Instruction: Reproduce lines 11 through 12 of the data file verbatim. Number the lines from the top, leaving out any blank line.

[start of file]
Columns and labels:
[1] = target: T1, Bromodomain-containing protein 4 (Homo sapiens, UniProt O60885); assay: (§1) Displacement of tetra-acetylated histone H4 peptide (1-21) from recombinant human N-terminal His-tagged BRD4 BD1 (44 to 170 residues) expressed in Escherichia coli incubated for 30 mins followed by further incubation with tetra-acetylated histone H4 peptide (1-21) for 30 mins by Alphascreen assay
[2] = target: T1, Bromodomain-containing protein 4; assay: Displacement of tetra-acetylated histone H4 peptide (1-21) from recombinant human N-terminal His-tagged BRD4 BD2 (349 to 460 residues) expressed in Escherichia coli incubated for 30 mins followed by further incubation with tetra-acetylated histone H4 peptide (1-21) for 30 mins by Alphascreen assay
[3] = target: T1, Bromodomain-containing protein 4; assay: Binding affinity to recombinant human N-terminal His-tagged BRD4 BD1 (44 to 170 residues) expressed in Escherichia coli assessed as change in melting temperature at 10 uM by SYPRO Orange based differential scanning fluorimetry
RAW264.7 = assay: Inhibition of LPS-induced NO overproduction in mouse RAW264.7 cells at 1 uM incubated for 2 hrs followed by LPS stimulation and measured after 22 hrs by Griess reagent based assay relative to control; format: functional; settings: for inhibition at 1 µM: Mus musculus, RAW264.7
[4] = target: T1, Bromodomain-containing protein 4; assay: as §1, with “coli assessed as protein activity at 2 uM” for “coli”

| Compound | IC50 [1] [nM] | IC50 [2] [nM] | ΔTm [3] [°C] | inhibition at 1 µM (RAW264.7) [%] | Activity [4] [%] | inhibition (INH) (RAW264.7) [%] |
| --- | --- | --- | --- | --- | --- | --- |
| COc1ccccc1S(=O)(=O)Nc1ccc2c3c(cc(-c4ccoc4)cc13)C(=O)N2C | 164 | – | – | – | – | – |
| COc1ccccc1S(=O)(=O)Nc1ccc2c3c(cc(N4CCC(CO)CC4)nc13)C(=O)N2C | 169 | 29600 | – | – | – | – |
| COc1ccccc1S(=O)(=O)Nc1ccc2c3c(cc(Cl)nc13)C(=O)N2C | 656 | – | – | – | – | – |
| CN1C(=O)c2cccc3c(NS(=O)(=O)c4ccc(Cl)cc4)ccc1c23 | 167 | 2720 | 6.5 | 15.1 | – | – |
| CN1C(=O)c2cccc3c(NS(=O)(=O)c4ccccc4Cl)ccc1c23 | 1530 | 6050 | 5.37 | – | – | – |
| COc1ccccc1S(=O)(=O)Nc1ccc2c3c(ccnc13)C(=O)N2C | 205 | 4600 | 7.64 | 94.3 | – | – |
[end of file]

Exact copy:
| COc1ccccc1S(=O)(=O)Nc1ccc2c3c(cc(Cl)nc13)C(=O)N2C | 656 | – | – | – | – | – |
| CN1C(=O)c2cccc3c(NS(=O)(=O)c4ccc(Cl)cc4)ccc1c23 | 167 | 2720 | 6.5 | 15.1 | – | – |